Wood panels however were unwieldy, making them difficult and more expensive to transport. This lead to artists looking for viable alternatives, Venetian painters were amongst those driving the transition; sail canvas from Venice was widely obtainable and proved a great material for painting. One of the earliest documented paintings on canvas is a French Madonna from approximately 1410. Yet, panel artwork stayed more widespread till the 17th century in North Europe.

In order to prepare canvas for painting or printing it is stretched over a wood frame. Early canvas was also made from linen, which was actually brownish material of considerable strength. Linen was more commonly used for oil painting as the material was often too course for finer works. By the start of the 20th century and the industrial revolution mass-manufactured cotton canvas came into common usage. Although the new cotton canvas was cheaper and widely available the sturdier linen fabrics remain in use for those passionate about traditional oil painting techniques.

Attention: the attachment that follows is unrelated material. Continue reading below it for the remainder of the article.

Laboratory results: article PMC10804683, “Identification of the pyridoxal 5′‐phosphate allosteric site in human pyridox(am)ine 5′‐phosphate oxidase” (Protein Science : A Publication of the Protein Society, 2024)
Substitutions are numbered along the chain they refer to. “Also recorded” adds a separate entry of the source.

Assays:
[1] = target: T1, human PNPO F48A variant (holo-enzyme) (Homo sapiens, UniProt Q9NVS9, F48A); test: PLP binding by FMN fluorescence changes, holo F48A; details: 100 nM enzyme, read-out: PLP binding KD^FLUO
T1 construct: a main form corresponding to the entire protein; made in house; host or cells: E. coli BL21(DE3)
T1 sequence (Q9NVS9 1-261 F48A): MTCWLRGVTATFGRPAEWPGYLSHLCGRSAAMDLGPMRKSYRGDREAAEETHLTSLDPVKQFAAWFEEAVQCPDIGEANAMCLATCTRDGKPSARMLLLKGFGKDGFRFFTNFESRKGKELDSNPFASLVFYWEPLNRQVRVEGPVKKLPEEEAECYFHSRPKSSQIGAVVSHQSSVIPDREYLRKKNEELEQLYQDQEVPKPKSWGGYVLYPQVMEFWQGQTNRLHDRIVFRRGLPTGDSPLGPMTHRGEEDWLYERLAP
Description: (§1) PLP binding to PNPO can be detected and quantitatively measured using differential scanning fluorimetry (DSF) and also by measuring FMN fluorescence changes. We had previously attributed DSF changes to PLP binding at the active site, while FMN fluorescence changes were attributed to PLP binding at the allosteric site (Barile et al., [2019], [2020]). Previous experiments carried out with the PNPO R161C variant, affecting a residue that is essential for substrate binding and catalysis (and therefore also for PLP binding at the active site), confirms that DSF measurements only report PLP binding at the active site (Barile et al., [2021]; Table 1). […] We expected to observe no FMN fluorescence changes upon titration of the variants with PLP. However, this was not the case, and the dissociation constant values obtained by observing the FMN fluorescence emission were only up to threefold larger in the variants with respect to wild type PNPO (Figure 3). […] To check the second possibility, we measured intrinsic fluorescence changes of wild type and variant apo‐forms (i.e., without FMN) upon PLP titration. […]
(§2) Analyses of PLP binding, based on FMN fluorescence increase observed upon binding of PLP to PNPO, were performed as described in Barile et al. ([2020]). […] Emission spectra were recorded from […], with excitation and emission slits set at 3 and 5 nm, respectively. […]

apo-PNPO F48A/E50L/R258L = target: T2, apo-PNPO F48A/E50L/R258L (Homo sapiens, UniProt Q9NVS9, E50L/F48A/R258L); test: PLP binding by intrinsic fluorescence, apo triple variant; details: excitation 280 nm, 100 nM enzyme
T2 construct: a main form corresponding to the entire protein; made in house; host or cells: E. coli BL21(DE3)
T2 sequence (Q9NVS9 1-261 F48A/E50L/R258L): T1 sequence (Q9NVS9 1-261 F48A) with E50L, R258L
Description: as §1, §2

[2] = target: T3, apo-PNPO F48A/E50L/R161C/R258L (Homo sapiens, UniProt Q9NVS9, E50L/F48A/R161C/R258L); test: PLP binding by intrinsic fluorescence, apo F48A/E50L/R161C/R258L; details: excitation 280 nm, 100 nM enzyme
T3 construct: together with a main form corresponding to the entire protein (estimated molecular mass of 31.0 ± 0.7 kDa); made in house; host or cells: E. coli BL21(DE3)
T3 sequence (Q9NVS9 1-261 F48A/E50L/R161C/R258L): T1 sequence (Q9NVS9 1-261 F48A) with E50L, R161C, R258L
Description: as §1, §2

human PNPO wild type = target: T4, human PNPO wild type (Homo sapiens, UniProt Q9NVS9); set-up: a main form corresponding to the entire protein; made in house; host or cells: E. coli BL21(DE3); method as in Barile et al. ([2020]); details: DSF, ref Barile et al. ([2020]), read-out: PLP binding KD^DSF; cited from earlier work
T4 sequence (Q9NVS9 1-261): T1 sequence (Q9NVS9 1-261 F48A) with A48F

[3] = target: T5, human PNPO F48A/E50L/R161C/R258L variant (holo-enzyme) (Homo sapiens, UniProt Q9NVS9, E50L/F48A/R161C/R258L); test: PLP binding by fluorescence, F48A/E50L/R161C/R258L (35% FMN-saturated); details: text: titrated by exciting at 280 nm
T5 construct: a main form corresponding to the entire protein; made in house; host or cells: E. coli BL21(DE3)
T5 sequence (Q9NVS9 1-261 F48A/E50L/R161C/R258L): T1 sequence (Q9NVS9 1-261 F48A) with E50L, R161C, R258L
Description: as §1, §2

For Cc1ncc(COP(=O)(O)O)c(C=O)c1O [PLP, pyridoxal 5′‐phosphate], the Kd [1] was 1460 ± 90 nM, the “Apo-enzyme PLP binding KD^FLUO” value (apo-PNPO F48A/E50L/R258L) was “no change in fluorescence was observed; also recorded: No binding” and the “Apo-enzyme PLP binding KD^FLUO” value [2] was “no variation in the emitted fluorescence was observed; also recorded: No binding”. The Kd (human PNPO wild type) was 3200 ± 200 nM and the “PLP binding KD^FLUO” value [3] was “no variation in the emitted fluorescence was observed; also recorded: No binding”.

Modern day painters are spoilt for choice - pre-prepared canvases are used by everyone but the most demanding specialists. They are presented in a mixture of weights and the canvas is primed to prevent the oil or paint being absorbed into the material. With a suitably primed canvas, the artist will discover that every successive layer of colour goes on in a smooth way, and that with the correct thickness of implementation (fat over lean practice), a piece of art completely without brush marks can be attained. A lukewarm iron is employed on top of a section of damp cotton to even out the wrinkles.

zen bonsai canvas art print

With the advent of home computers and printing technology in the 21st century a new wave of canvas pictures came about - digital canvas prints. This progression of digital inkjet reproduction is generally mentioned as "giclée" - taken from the French "to spray". Unlike traditional methods, the canvas is printed with the image before being wrapped round a stretcher frame. Creating a print this way means that the final print is easy to assemble and customizable to meet the demands of modern consumers.